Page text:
The Coffee Dispensary

A lovely flat white, made with Extract's Strongman/woman seasonal espresso, and served in a classic black cup at The Coffee Dispensary in Cheltenham.Cheltenham’s come a long way, coffee-wise, since I first visited in 2013. On Monday, I wrote about The Scandinavian Coffee Pod, which has, along with Studio Coffee Roasters, been leading the way since 2014, although today’s Coffee Spot, The Coffee Dispensary, is not far behind, having opened just over three years ago in October 2015. Like The Scandinavian Coffee Pod, it’s right in the centre of town, on Regent Street, by the Regent Arcade.

There’s an impressive selection of coffee. Bristol’s Extract Coffee Roasters is the mainstay, supplying the house espresso (which changes every few months), while the weekly-changing guests provide multiple single-origins on both espresso and filter. The Coffee Dispensary wants nothing less than the best coffee from the best roasters: during my visit this included Bath’s Colonna Coffee and Round Hill Roastery plus Birmingham’s Quarter Horse Coffee Roasters. Filter coffee is usually available through V60, but the staff will also do Chemex, Aeropress or Kalita Wave, plus there’s batch-brew. All the coffee is available to buy in retail bags.

Alternatively, there are ten teas, six hot chocolates and five chai lattes. If you’re hungry, there’s a small selection of sandwiches, plus cakes for those with a sweet tooth.

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SHOTS Espresso Bar

A slightly out-of-focus shot of Unkle Funka from Extract Coffee Roasters at SHOTS Espresso Bar in Birmingham.SHOTS Espresso Bar (aka Shots by Saints, Shots for short) is an offshoot of Saint Kitchen, in St Paul’s Square, Birmingham. It occupies the same location on nearby Water Street as the now defunct Upstairs Coffee, a delightfully tiny gem that was on the ground floor, but upstairs from a cocktail bar (which has also gone, replaced by a men’s hairdressers). If you remember Upstairs Coffee, then Shots will be instantly recognisable, right down to the La Marzocco Linea espresso machine, wood panelling and gorgeous light fitting.

However, some things have changed. For example, batch-brew has joined the usual espresso-based menu, with all the coffee coming from Extract Coffee Roasters (which also supplies Saint Kitchen). There’s also a small selection of tea, plus Kokoa Collection hot chocolate. Even better, while Upstairs Coffee only had takeaway cups, Shots has a handful of proper cups for those staying to drink their coffee.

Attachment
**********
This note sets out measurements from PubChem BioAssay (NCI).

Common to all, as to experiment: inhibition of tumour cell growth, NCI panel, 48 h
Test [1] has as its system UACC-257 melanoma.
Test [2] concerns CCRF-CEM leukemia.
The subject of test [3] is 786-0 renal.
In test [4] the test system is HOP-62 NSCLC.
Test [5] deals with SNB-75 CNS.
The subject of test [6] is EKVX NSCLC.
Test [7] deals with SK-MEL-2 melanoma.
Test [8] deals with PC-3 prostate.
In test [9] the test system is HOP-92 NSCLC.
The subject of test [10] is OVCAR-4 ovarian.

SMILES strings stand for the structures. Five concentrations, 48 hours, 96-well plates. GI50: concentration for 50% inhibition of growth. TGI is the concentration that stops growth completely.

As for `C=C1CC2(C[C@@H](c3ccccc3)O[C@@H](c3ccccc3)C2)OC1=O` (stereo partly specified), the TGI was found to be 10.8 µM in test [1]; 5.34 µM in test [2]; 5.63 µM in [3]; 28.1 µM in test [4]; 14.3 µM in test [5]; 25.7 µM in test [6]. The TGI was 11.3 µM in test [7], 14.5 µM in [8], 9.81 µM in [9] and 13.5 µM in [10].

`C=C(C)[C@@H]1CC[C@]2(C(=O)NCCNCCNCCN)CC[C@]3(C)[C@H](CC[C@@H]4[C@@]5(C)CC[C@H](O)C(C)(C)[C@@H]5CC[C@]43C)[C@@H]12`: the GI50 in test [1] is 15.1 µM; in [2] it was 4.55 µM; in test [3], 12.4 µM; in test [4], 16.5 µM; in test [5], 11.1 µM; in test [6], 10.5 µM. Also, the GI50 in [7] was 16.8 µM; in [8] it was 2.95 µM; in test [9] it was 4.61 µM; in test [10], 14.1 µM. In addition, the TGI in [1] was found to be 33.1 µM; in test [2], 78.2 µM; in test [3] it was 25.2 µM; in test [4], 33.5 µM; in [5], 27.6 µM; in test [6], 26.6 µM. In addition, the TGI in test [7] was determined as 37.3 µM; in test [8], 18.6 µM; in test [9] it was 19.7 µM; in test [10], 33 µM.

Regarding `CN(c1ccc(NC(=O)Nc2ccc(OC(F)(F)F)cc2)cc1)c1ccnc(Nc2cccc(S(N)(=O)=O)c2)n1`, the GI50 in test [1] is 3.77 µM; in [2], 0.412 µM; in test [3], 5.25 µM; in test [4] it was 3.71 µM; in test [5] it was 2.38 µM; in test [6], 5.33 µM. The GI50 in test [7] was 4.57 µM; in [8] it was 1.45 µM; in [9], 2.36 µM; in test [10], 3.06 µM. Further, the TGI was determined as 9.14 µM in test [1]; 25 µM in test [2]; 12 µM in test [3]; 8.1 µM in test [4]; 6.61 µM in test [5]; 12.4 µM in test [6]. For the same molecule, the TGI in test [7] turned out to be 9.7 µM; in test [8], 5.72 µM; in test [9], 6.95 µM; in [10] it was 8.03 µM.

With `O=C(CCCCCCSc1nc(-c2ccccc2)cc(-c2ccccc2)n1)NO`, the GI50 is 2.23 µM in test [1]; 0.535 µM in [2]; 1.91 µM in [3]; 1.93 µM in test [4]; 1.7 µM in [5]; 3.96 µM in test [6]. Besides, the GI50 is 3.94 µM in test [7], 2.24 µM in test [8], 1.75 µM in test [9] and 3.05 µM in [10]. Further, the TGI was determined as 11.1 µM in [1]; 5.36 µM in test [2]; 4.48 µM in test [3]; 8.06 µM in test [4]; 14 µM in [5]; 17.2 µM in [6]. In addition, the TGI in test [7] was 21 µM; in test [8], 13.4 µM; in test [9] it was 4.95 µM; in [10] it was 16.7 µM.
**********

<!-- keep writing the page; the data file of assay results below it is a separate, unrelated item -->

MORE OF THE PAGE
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The KuPP logo in red neon.KuPP is the latest addition to the area around Paddington Station, joining the likes of Beany Green in bringing speciality coffee to this part of London. KuPP, which opened at the end of March, is half-way down Paddington Basin, on the opposite side from Saint Mary’s hospital. All things to all people, KuPP is a Scandinavian-inspired bar, restaurant and coffee shop. Obviously, I’ll be focusing on the coffee shop, but having lunched there, I can also pass comment on the food. As to the bar, I shall leave that to those more qualified than me to judge. It looks impressive though!

KuPP occupies what, in coffee shop terms, is an enormous space. Think Caravan, King’s Cross size, but with a more interesting layout. The bulk of KuPP is devoted to a large dining area, with fully-retractable windows that join it up to the outside seating along the quayside. Next to that, there’s a well-stocked bar and, at the far end, a (comparatively) small but beautifully-appointed coffee shop.

The coffee’s a bespoke blend, roasted by Bristol’s Extract Coffee Roasters. There’s a standard espresso-based menu, a second option on bulk-brew filter, plus tea from Canton Tea Co and Kokoa Collection’s hot chocolate.

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Saint Kitchen

A beautiful piccolo from Saint Kitchen, using Extract Coffee, made in an espresso cup with an over-sized saucer.Birmingham’s city centre has a very compact coffee scene, with the likes of Yorks Cafe & Coffee Roasters, Yorks Espresso Bar, 200 Degrees, SHOTS Espresso Bar and Tilt all within a few minutes’ walk of each other. Saint Kitchen falls into this category, forming the cluster’s north-western outpost at St Paul’s Square.

Those with a long memory may recall Saint Kitchen as Saint Caffé, which it was until the start of 2014. That’s when new owner, Will, a chef, took over (the previous owners going on to found Faculty). His mission was to combine Saint Caffé’s already excellent coffee with equally great food. The good news is that, with the help of head-barista Liam, he has succeeded.

I visited twice, once in February, soon after the re-opening, and again in early August, to see how things had evolved. The coffee is from Bristol’s Extract, with the usual espresso-based range being supplemented on my return by pour-over (V60 or Aeropress). There’s also an extensive loose-leaf tea range and Kokoa Collection hot chocolate. The food was largely unchanged, with all-day breakfast, lunch and cake on the menu.

The biggest change was in the layout, with the seating reorganised to accommodate a new deli bar.

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